Wednesday, January 28, 2009

Palin's Progress

Guess who else gave a front-and-center speech recently? Former GOP vice presidential nominee Sarah Palin!
While she and Sen. John McCain couldn't get elected to the first and second highest offices in the country last fall, Palin remains governor of Alaska. It was in that capacity that she spoke on Jan. 22 -- two days after the man she and McCain lost to in November, Barack Obama, delivered his inaugural address as our nation's 44th president.
I don't think Palin received nearly as much press coverage giving her State of the State address as Obama did on the National Mall. But in the midst of some tasteless remarks to The Hill, conservative pundit Ann Coulter predicts Palin will stay a force in the Republican Party, and so do I. So what can we glean from Palin's speech?
  • Vivid imagery. Palin bookends her plan for Alaska with stirring symbols of her state. "Today, when challenges may seem as high as Mt. McKinley, and change as constant as the mighty Yukon flows, and political events send shockwaves through our foundation like the ’64 quake – what do Alaskans do?" she asks. "We climb Denali, we forge the river, we rebuild a stronger foundation on higher ground." And for those who liked her pit-bull-with-lipstick remarks at the Republican National Convention, she now compares herself to a grizzly bear and Alaskans to musk oxen. "Just like our musk ox, they circle up to protect their future when they are challenged," she says. "We’ve got to do the same."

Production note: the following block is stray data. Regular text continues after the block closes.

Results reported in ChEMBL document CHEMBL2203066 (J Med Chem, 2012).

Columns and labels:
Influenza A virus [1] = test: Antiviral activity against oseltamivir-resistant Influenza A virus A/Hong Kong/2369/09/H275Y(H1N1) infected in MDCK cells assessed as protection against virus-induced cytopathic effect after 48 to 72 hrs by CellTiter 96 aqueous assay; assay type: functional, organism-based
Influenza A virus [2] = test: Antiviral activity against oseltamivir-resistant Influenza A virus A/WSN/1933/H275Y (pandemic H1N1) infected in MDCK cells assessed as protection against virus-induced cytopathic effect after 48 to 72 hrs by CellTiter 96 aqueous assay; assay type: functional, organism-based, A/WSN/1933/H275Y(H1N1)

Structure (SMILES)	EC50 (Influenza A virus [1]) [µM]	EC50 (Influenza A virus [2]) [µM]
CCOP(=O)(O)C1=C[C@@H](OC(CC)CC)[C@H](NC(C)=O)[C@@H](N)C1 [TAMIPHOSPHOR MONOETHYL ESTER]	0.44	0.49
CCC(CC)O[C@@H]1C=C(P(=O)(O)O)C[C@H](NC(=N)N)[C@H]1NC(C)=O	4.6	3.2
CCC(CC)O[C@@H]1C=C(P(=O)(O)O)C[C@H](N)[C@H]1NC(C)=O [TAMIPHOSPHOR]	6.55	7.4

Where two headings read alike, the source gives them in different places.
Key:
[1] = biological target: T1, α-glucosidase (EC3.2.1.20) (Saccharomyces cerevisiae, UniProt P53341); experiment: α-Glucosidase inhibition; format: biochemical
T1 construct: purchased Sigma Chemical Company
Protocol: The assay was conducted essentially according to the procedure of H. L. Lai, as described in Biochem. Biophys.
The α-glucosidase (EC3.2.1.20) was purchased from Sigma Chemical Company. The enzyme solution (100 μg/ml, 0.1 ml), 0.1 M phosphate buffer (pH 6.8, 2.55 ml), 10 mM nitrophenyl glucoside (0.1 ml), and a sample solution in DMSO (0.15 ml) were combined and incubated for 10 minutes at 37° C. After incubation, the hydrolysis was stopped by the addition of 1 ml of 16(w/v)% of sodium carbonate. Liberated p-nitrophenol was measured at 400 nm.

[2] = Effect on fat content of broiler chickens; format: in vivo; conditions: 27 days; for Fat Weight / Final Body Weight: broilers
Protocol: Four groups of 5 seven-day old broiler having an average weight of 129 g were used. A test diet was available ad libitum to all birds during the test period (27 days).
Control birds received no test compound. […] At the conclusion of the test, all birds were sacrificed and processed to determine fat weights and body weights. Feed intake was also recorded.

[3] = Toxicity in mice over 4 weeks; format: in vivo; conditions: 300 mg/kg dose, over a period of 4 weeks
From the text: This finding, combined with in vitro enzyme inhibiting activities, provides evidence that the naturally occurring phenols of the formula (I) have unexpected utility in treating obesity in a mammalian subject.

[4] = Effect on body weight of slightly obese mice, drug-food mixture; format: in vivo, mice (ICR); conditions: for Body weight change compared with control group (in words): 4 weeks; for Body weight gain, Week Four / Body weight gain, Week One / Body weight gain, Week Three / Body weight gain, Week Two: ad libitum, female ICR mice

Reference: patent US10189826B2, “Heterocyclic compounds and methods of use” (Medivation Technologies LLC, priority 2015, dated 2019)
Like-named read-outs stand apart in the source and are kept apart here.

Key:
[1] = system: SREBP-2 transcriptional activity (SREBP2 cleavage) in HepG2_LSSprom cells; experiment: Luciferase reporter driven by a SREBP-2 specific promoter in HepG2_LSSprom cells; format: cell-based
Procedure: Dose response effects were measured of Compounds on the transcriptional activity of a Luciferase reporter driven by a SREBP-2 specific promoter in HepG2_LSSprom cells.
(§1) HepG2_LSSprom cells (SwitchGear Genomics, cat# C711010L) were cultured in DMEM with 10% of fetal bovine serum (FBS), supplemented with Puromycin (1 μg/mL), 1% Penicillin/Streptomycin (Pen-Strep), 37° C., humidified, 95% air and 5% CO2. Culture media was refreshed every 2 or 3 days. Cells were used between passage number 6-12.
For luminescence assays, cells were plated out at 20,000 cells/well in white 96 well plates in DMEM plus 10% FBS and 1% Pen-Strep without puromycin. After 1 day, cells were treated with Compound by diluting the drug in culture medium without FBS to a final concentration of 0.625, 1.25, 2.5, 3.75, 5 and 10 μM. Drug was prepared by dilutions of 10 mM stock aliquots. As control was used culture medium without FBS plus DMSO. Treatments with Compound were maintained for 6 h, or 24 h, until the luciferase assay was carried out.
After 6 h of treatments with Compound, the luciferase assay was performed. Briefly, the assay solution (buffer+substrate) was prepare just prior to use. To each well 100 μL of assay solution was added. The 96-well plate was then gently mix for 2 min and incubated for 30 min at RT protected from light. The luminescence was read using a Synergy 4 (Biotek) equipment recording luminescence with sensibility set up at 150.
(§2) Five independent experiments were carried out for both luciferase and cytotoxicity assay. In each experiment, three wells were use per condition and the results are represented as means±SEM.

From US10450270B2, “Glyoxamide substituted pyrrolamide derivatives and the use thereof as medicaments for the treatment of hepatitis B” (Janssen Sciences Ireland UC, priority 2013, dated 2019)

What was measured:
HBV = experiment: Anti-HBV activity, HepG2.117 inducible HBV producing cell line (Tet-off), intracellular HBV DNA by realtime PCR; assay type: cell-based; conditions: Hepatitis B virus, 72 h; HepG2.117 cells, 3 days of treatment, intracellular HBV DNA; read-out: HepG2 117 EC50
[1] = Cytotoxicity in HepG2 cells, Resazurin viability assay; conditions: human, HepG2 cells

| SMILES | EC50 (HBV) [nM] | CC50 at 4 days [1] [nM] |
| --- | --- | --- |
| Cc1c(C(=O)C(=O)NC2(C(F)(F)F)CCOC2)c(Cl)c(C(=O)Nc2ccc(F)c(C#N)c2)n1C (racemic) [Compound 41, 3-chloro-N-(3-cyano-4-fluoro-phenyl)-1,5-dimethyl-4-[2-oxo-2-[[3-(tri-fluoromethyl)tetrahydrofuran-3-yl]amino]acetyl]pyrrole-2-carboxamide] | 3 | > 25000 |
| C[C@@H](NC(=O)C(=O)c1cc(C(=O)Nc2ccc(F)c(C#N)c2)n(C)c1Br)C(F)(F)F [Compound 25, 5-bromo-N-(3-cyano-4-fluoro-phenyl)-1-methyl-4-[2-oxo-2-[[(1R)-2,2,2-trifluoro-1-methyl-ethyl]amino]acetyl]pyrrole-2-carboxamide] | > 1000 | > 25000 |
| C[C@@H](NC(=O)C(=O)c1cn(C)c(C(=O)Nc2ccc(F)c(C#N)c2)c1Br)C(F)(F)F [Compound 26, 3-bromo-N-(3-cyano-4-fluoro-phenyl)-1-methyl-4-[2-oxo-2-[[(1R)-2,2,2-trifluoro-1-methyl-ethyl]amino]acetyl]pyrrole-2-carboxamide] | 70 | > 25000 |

• Experience. On the campaign trail, Palin drew criticism for her lack of experience, as the Democratic vice-presidential nominee, Joe Biden, brought a 30-year Senate career to his ticket. And indeed, Palin has only held office as governor since Dec. 2006. Yet her speech showed that she has experience on the state, national, and even international levels. "We’re building viable personal use and commercial fisheries in some of the most controversial and complex fisheries in the world, dealing with half a dozen foreign countries, including Japan, Russia and Canada," she trumpeted. Why couldn't she have told that to Katie Couric instead of saying she could see Russia from her backyard?
  • Props to evangelicals. Those of us who know our Bible will recognize the following allusion. "Unfortunately," Prophet Palin says, "some focus only on potential obstacles when they discuss projects like the gasline: the giants in the land preventing us from gathering fruit. But as I recall, we’ve already slain a few giants." Sounds like Palin knows her Book of Numbers. In Chapter 13, Moses, prompted by the LORD, sends 12 spies into the Promised Land with orders to "bring of the fruit of the land." Instead, many of these spies report that Canaan contains "the giants, the sons of Anak, which come of the giants: and we were in our own sight as grasshoppers, and so we were in their sight." If Palin can connect a gasline to Scripture, think of what she can do with national issues!
So, does this speech -- and her timely establishment of a political action committee, SarahPAC -- represent another step toward Palin's own Promised Land in Washington, DC? We'll see. But it looks like she's making this journey thoughtfully. Moses never made it to Canaan ... but then again, he never thought of setting up a PAC on the way there.

1 comment:

Rob Rubin said...

Hi Rich,

Nice analysis. I think Sarah Palin's posturing now maybe wasted. She could be a viable future candidate so why doesn't she make things happen for her state of Alaska in this economy and report back to us in 18 months. Don't need her metaphors and stumping right now.